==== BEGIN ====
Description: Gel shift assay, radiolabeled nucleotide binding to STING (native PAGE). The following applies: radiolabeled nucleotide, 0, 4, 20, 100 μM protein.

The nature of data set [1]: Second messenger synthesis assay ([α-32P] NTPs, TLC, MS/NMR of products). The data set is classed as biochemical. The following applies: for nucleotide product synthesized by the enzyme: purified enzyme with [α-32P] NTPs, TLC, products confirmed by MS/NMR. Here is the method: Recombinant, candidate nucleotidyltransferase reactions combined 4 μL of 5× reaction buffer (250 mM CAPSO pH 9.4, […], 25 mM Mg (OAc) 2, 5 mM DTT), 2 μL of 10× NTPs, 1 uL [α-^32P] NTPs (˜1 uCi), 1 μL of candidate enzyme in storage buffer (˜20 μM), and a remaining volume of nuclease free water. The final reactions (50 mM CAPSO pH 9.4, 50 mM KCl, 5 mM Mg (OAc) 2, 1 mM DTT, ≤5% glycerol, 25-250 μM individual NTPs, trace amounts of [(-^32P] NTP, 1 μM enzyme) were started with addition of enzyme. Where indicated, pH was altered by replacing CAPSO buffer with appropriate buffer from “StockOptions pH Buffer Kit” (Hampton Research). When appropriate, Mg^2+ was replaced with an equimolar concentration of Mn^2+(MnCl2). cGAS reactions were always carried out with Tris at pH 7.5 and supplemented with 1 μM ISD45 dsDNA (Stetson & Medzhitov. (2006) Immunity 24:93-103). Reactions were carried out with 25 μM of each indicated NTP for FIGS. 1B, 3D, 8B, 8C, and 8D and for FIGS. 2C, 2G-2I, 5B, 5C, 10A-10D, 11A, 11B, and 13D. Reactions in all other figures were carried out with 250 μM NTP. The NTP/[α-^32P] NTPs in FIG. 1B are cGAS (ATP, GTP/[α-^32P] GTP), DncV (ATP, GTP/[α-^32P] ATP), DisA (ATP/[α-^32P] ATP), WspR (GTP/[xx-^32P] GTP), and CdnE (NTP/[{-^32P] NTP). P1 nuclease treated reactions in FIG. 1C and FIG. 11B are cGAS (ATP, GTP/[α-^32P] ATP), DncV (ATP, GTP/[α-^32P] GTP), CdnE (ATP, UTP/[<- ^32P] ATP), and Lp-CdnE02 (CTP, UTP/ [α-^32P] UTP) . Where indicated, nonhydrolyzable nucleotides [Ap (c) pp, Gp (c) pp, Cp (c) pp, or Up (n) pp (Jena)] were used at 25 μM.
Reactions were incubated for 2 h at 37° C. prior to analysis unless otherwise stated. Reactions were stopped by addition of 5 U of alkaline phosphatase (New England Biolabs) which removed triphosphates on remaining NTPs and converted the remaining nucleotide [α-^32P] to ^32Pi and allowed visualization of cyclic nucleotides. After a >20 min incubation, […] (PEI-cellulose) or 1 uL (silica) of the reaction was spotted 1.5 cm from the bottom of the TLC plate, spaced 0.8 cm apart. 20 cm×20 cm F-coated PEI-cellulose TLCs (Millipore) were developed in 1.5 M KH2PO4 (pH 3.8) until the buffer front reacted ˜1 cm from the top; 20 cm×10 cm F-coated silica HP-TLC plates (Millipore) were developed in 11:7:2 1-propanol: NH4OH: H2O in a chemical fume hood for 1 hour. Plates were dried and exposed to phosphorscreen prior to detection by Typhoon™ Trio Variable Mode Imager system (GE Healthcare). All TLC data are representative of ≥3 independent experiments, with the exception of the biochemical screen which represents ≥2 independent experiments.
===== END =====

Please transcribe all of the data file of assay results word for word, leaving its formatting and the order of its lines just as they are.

Description: Gel shift assay, radiolabeled nucleotide binding to STING (native PAGE). The following applies: radiolabeled nucleotide, 0, 4, 20, 100 μM protein.

The nature of data set [1]: Second messenger synthesis assay ([α-32P] NTPs, TLC, MS/NMR of products). The data set is classed as biochemical. The following applies: for nucleotide product synthesized by the enzyme: purified enzyme with [α-32P] NTPs, TLC, products confirmed by MS/NMR. Here is the method: Recombinant, candidate nucleotidyltransferase reactions combined 4 μL of 5× reaction buffer (250 mM CAPSO pH 9.4, […], 25 mM Mg (OAc) 2, 5 mM DTT), 2 μL of 10× NTPs, 1 uL [α-^32P] NTPs (˜1 uCi), 1 μL of candidate enzyme in storage buffer (˜20 μM), and a remaining volume of nuclease free water. The final reactions (50 mM CAPSO pH 9.4, 50 mM KCl, 5 mM Mg (OAc) 2, 1 mM DTT, ≤5% glycerol, 25-250 μM individual NTPs, trace amounts of [(-^32P] NTP, 1 μM enzyme) were started with addition of enzyme. Where indicated, pH was altered by replacing CAPSO buffer with appropriate buffer from “StockOptions pH Buffer Kit” (Hampton Research). When appropriate, Mg^2+ was replaced with an equimolar concentration of Mn^2+(MnCl2). cGAS reactions were always carried out with Tris at pH 7.5 and supplemented with 1 μM ISD45 dsDNA (Stetson & Medzhitov. (2006) Immunity 24:93-103). Reactions were carried out with 25 μM of each indicated NTP for FIGS. 1B, 3D, 8B, 8C, and 8D and for FIGS. 2C, 2G-2I, 5B, 5C, 10A-10D, 11A, 11B, and 13D. Reactions in all other figures were carried out with 250 μM NTP. The NTP/[α-^32P] NTPs in FIG. 1B are cGAS (ATP, GTP/[α-^32P] GTP), DncV (ATP, GTP/[α-^32P] ATP), DisA (ATP/[α-^32P] ATP), WspR (GTP/[xx-^32P] GTP), and CdnE (NTP/[{-^32P] NTP). P1 nuclease treated reactions in FIG. 1C and FIG. 11B are cGAS (ATP, GTP/[α-^32P] ATP), DncV (ATP, GTP/[α-^32P] GTP), CdnE (ATP, UTP/[<- ^32P] ATP), and Lp-CdnE02 (CTP, UTP/ [α-^32P] UTP) . Where indicated, nonhydrolyzable nucleotides [Ap (c) pp, Gp (c) pp, Cp (c) pp, or Up (n) pp (Jena)] were used at 25 μM.
Reactions were incubated for 2 h at 37° C. prior to analysis unless otherwise stated. Reactions were stopped by addition of 5 U of alkaline phosphatase (New England Biolabs) which removed triphosphates on remaining NTPs and converted the remaining nucleotide [α-^32P] to ^32Pi and allowed visualization of cyclic nucleotides. After a >20 min incubation, […] (PEI-cellulose) or 1 uL (silica) of the reaction was spotted 1.5 cm from the bottom of the TLC plate, spaced 0.8 cm apart. 20 cm×20 cm F-coated PEI-cellulose TLCs (Millipore) were developed in 1.5 M KH2PO4 (pH 3.8) until the buffer front reacted ˜1 cm from the top; 20 cm×10 cm F-coated silica HP-TLC plates (Millipore) were developed in 11:7:2 1-propanol: NH4OH: H2O in a chemical fume hood for 1 hour. Plates were dried and exposed to phosphorscreen prior to detection by Typhoon™ Trio Variable Mode Imager system (GE Healthcare). All TLC data are representative of ≥3 independent experiments, with the exception of the biochemical screen which represents ≥2 independent experiments.